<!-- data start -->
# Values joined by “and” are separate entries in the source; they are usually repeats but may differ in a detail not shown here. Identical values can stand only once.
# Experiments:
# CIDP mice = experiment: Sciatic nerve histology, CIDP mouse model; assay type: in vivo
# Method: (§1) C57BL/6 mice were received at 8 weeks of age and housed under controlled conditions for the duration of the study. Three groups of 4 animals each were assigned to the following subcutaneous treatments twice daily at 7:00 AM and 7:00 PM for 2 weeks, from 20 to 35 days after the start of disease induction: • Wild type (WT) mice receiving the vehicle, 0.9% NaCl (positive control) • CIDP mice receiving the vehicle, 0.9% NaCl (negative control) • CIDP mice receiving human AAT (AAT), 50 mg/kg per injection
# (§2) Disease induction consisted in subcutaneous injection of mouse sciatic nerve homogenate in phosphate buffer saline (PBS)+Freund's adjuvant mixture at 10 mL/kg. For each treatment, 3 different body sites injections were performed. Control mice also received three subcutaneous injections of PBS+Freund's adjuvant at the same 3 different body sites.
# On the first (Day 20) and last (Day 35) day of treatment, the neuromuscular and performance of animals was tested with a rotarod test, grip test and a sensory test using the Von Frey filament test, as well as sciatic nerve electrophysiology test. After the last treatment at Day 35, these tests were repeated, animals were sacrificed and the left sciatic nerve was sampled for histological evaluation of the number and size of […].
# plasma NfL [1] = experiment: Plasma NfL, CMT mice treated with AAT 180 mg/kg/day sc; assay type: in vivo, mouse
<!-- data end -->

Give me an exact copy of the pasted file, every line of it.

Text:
# Values joined by “and” are separate entries in the source; they are usually repeats but may differ in a detail not shown here. Identical values can stand only once.
# Experiments:
# CIDP mice = experiment: Sciatic nerve histology, CIDP mouse model; assay type: in vivo
# Method: (§1) C57BL/6 mice were received at 8 weeks of age and housed under controlled conditions for the duration of the study. Three groups of 4 animals each were assigned to the following subcutaneous treatments twice daily at 7:00 AM and 7:00 PM for 2 weeks, from 20 to 35 days after the start of disease induction: • Wild type (WT) mice receiving the vehicle, 0.9% NaCl (positive control) • CIDP mice receiving the vehicle, 0.9% NaCl (negative control) • CIDP mice receiving human AAT (AAT), 50 mg/kg per injection
# (§2) Disease induction consisted in subcutaneous injection of mouse sciatic nerve homogenate in phosphate buffer saline (PBS)+Freund's adjuvant mixture at 10 mL/kg. For each treatment, 3 different body sites injections were performed. Control mice also received three subcutaneous injections of PBS+Freund's adjuvant at the same 3 different body sites.
# On the first (Day 20) and last (Day 35) day of treatment, the neuromuscular and performance of animals was tested with a rotarod test, grip test and a sensory test using the Von Frey filament test, as well as sciatic nerve electrophysiology test. After the last treatment at Day 35, these tests were repeated, animals were sacrificed and the left sciatic nerve was sampled for histological evaluation of the number and size of […].
# plasma NfL [1] = experiment: Plasma NfL, CMT mice treated with AAT 180 mg/kg/day sc; assay type: in vivo, mouse